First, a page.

The late biologist Ivan T. Sanderson told of a fascinating encounter of the mysterious ape variety that occurred in 1918. The location: Indonesia. The witness, said Sanderson, “…was a Mr. van Heerwarden timber-cruising from the other side (the northeast) of the Barisans in Palembang province, but down in the swamp forests by the coast near the Banjoe-Asin River. In 1918 he spotted two series of tracks on the banks of a small creek in the Musi River district; one larger than the other, as if of a mother and child, as he remarks. These were perfectly human but exceedingly small. Later he discovered that a Mr. Breikers had also found such tracks in the same area.”
Sanderson noted that van Heerwarden began to dig deep into the heart of the puzzle and uncovered additional accounts of the creatures, which, he learned, were known locally as Sedapas – also as Sebabas and Sedapak. On this particular matter of further such reports, Sanderson said: “Their descriptions agreed perfectly in that they were about 5 feet tall, walked erect, were clothed in black hair that formed a mane, and had prominent teeth. van Heerwarden later heard that a hunter had found a dead one and tried to carry it back to his village but its body was much decomposed and the hunter himself died shortly afterward. Another, he learned, was said to have been spotted in a river and surrounded by locals in canoes but it dived adroitly and escaped.”
Fortunately for van Heerwarden, he had a startling encounter in October 1923, while he was engaged in a hunt for pigs. Since the pigs were acting in a highly elusive fashion, van Heerwarden decided to situate himself in a place in which he would likely not be spotted by any passing pig. It was not a pig that passed by, however, but something else. Something absolutely unanticipated.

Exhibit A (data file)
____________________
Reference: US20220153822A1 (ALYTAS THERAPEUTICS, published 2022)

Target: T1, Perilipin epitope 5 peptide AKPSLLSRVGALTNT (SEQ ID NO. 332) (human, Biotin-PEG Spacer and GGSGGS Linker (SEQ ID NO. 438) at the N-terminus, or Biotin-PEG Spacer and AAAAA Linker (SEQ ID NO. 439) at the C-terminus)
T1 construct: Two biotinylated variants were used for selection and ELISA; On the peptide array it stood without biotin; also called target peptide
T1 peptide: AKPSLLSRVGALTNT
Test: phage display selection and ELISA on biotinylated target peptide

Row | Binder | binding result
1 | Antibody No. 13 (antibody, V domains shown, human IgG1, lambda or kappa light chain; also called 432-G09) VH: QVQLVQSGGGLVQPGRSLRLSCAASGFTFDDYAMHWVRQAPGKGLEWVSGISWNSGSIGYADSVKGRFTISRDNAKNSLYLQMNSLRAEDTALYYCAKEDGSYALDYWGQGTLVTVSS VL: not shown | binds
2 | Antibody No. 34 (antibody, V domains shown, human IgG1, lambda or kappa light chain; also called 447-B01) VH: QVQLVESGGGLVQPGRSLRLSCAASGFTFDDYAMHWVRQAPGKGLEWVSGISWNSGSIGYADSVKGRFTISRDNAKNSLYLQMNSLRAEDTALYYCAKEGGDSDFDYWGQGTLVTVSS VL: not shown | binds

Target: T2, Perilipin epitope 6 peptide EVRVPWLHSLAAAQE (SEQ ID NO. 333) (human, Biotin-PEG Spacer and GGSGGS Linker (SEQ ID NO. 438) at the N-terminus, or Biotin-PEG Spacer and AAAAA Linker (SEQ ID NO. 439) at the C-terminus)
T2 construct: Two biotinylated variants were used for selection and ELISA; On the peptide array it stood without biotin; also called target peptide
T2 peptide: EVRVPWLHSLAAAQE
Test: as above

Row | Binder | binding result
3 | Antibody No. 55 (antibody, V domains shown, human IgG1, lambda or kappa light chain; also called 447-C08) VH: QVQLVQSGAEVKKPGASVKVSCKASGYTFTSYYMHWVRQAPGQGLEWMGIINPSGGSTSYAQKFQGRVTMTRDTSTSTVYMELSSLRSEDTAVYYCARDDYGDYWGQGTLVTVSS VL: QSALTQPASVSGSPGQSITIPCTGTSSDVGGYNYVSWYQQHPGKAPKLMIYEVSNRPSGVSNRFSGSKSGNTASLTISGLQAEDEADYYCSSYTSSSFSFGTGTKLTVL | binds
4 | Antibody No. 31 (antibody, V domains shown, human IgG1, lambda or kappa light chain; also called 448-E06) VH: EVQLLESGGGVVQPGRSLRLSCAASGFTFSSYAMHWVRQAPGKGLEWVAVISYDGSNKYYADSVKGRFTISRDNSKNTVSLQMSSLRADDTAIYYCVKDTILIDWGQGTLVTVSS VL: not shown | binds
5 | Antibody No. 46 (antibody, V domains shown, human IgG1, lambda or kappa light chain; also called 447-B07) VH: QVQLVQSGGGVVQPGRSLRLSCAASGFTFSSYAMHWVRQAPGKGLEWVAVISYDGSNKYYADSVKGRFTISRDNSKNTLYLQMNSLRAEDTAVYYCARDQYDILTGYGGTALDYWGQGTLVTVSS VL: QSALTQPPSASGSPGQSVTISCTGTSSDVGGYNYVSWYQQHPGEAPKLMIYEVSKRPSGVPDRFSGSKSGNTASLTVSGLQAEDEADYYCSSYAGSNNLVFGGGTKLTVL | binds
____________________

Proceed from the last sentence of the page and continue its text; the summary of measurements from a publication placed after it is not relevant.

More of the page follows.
van Heerwarden recorded the facts himself. They begin as follows: “I happened by chance to look round to the left and spotted a slight movement in a small tree that stood alone. By now it was time for me to be going home, for it was not advisable to journey through such country after sundown. But all the same I was tempted out of curiosity to go and see what had caused the movement I had noticed. What sort of animal could be in that tree? My first quick look revealed nothing. But after walking round the tree again, I discovered a dark and hairy creature on a branch, the front of its body pressed tightly against the tree. It looked as if it were trying to make itself inconspicuous and felt that it was about to be discovered. It must be a Sedapa. Hunters will understand the excitement that possessed me.”
To begin with, van Heerwarden decided to just keep a careful eye on the animal, which was apparently practically frozen to the tree. Maybe, as a result of outright fear. As we’ll very soon see, that was almost certainly the case. van Heerwarden chose to call out to it. The animal remained completely still. He said: “What was I to do? I could not get help to capture the beast. And as time was running short I was obliged to tackle it myself. I tried kicking the trunk of the tree, without the least result. I laid my gun on the ground and tried to get nearer the animal.”